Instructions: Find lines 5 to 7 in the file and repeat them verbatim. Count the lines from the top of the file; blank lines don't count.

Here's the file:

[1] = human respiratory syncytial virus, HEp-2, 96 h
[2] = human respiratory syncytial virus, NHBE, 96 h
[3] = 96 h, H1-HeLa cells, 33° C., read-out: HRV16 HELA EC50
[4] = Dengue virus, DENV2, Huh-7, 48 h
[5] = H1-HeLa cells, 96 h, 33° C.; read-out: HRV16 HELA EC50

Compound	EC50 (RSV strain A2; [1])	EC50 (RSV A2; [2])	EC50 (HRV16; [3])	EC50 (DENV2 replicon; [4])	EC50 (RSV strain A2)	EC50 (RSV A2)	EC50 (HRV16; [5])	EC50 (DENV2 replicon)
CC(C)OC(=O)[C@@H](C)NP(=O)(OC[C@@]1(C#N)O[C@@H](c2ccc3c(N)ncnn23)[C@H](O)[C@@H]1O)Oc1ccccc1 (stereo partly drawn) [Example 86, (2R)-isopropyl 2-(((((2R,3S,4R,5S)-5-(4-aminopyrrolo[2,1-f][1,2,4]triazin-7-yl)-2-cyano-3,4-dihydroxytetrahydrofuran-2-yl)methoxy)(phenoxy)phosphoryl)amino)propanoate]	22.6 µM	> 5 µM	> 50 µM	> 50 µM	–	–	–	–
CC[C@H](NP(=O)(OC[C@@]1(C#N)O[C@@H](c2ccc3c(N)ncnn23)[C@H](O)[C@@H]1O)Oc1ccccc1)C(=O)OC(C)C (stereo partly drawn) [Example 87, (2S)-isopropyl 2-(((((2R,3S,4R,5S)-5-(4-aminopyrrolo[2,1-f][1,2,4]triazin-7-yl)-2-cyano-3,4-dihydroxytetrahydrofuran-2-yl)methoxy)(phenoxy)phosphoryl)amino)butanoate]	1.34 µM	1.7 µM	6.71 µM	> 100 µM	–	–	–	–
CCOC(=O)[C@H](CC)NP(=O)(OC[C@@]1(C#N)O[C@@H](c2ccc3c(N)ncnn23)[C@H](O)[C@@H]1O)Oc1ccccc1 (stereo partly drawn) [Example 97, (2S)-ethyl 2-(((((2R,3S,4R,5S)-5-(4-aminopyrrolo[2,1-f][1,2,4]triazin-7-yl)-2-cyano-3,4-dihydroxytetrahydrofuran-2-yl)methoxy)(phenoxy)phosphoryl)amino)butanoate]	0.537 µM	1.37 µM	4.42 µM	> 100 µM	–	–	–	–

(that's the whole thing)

[5] = H1-HeLa cells, 96 h, 33° C.; read-out: HRV16 HELA EC50

Compound	EC50 (RSV strain A2; [1])	EC50 (RSV A2; [2])	EC50 (HRV16; [3])	EC50 (DENV2 replicon; [4])	EC50 (RSV strain A2)	EC50 (RSV A2)	EC50 (HRV16; [5])	EC50 (DENV2 replicon)
CC(C)OC(=O)[C@@H](C)NP(=O)(OC[C@@]1(C#N)O[C@@H](c2ccc3c(N)ncnn23)[C@H](O)[C@@H]1O)Oc1ccccc1 (stereo partly drawn) [Example 86, (2R)-isopropyl 2-(((((2R,3S,4R,5S)-5-(4-aminopyrrolo[2,1-f][1,2,4]triazin-7-yl)-2-cyano-3,4-dihydroxytetrahydrofuran-2-yl)methoxy)(phenoxy)phosphoryl)amino)propanoate]	22.6 µM	> 5 µM	> 50 µM	> 50 µM	–	–	–	–